Dec 27, 2017 | 14:03 9 Have farmed in the central peace district for just over thirty years.

When i started planting my own crops we started with zero tillage seeding operations and believe it was the key to making money and expansion on our grey wooded soils.

Zero tillage and attractive land rental opportunities early on allowed for rapid expansion in land base owned and rented.

Margins have been tight until the commodity super cycle brought us some more prosperous years and being at scale for those years have given us a lot more stability.

Always having had cattle and the opportunity to acquire land close by, but best suited to cattle, had us ramp up our cattle operation post BSE. Drought and labour issues in our area in the seven years following caused us to sell off our breeding herd and reduce it size. Wish that decision had come a year or two later for better prices but we keep our best heifers and have a 100 head cow calf operation that is now profitable and offers expansion opportunities.

The days of 15 and 20 dollar an acre land rent are long gone just like the qtrs of land i had bought for under 100k some only less tan a decade ago.

Our land can be very productive and with our pulse, cereal and canola rotation our long term averages are in the 50, 55, and 45 bu avg range now. Improving soil and organic matter levels and more intense "mass agronomy" and better equipment and practices and seed varieties are the key contributors to this.

The challenge for this area remains the weather volatility and extremes. We get drought, excessive rain events, late and wet springs, and sometimes very wet and early falls and while everyone gets this across the prairies we seem to get more than our share.

On the issue of land there are pockets in the region where land values and rents have outpaced the margin potential of the land in my opinion. Recent land appraisals for the local market are in the 1600 to 2000/acre range and some farms are chasing rent up to double the existing long term contracts in place. There is land for sale but people are asking substantially over the appraised value and very few transactions are taking place right now.

IMHO I think we are entering a correction phase of the commodity cycle and margins will narrow coupled with increasing costs for energy and related transportation costs even in light of lower hyrdrocarbon prices. Even the Bill 6 and new labour standards changes for farms starting in the new year will bring new and increased costs. Throw in the potential variable cost increases with higher taxation both municipally and on income and while I am ever the optimist I now believe caution on investing right now is warranted.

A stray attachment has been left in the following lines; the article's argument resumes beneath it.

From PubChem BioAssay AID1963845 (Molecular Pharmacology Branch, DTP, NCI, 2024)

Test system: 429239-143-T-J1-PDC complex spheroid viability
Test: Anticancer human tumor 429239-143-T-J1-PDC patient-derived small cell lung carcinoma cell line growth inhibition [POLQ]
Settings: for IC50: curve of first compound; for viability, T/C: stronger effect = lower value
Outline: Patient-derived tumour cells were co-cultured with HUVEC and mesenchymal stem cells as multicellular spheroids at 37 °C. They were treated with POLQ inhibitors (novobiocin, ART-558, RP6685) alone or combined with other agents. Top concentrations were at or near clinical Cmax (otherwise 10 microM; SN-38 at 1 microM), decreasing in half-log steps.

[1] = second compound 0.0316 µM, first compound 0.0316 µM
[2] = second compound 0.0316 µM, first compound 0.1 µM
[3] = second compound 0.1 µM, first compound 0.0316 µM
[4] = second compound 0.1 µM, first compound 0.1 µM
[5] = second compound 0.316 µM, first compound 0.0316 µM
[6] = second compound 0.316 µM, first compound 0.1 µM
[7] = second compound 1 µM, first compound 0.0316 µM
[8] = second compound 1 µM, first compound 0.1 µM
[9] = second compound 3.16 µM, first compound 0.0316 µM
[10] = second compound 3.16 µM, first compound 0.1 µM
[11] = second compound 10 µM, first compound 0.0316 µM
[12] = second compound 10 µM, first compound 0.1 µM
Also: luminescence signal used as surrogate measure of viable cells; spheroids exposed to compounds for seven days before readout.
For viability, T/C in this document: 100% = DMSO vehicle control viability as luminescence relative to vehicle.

Good luck to all and thanks for starting and contributing to this thread. Reply With Quote
Dec 27, 2017 | 14:09 10 My area is also transition zone between prairie and parkland. Soil is mostly clay loam. Some is a bit loamier. Our land is a balance between slightly level to extreme hills. Lots of pothole sloughs and bush patches. Where you don’t farm or cut hay poplars grow like wildfire. I hate poplars. When my family settled this land in 1905 there wasn’t a tree as wildfires kept them down. Our land is resilient but some degradation happened in the hills because of tillers and full tillage fallow. Though zero till has sure improved things. Soil would really get hard and dry before zero till but now keeping it covered has sure saved our bacon. Some of our land has a slight solonetz profile. Used to be a lot more cattle but traditionally everything than can be farmed gets farmed. Land is rough but can grow good when managed properly. See lots more mixed north of here and strictly grain outfits south of here. The extreme slopes rival that of the Palouse. Maybe not as long a slopes but definitely as steep. Because of that and heavy soil lots of horsepower needed compared to the level. This land grows decent wheat, canola, and oats but barley and hay kinda are a dud. Peas are a no go cause of plentiful rocks and boulders. Rocks get dug quite often. Our production potential is definitely lower than farms a couple miles south but our inputs are less and disease and bugs aren’t a big problem. Traditionally we’ve only had one or two crop failures in 100 years but have had enough abysmally crappy crops. We keep cows to make use of unfarmable ground and cash flow in poor times. Ran a lot of cows for a while but downsized to what our land base at home could handle. Seems the highest profit cows are the ones that don’t leave the farm for summer grass. Land values are high relative to productivity. Until 12 years ago good ground was more in line but now it’s more than tripled. Many outside factors have pushed it up. But generally it doesn’t trade often like once in a generation. Reply With Quote